Want to be happier in quarantine? Smile more


(ADELAIDE, Australia) — You might as well admit it — months of pandemic quarantine has all of us feeling more than a little anxious, if not downright depressed.  But the key to feeling better might be to fake being happy.

Researchers at the University of South Australia say they’ve discovered that the mere act of smiling can convince your brain that you are, in fact, happy.

The study, published in the Journal of Experimental Psychology, involved having test subjects hold a pen between their teeth.  That simple act forced their facial muscles into a familiar smile pattern.  That in turn altered not only facial expressions, but also body expressions.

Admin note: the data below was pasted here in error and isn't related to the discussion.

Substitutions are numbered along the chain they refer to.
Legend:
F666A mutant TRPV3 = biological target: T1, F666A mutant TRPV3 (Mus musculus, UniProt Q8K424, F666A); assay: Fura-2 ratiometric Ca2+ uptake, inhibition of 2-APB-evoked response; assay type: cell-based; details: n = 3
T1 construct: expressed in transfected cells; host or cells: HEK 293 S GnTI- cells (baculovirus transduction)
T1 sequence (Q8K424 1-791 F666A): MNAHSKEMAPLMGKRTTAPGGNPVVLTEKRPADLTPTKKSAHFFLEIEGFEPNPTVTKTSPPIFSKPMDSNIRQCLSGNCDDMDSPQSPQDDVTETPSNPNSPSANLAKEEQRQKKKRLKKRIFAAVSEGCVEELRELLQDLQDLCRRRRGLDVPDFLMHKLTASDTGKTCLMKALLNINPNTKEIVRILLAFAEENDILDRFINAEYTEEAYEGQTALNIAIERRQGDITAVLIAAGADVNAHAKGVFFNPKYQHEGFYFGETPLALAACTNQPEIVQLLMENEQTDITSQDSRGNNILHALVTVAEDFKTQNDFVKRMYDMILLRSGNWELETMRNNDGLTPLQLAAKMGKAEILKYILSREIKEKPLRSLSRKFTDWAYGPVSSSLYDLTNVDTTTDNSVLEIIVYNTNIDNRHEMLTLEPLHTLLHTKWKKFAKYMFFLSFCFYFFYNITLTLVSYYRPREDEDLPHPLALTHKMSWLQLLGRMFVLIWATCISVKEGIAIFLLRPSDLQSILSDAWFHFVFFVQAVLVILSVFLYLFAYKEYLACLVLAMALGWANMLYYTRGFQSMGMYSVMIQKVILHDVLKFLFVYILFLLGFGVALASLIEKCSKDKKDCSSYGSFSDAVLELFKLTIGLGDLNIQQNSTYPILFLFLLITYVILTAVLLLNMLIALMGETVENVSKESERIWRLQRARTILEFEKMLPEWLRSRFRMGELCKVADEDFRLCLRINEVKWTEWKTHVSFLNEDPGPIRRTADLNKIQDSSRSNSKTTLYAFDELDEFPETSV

“[W]e found that when you forcefully practice smiling, it stimulates the amygdala — the emotional center of the brain — which releases neurotransmitters to encourage an emotionally positive state,” said researcher Dr. Marmolejo-Ramos.

Put another way: “When your muscles say you’re happy, you’re more likely to see the world around you in a positive way,” says Marmolejo-Ramos, adding, ““A ‘fake it ‘til you make it’ approach could have more credit than we expect.”

Mind you, while it never hurts to smile, if you’re feeling significantly depressed a trip to a medical professional is likely your best first step to feeling better.

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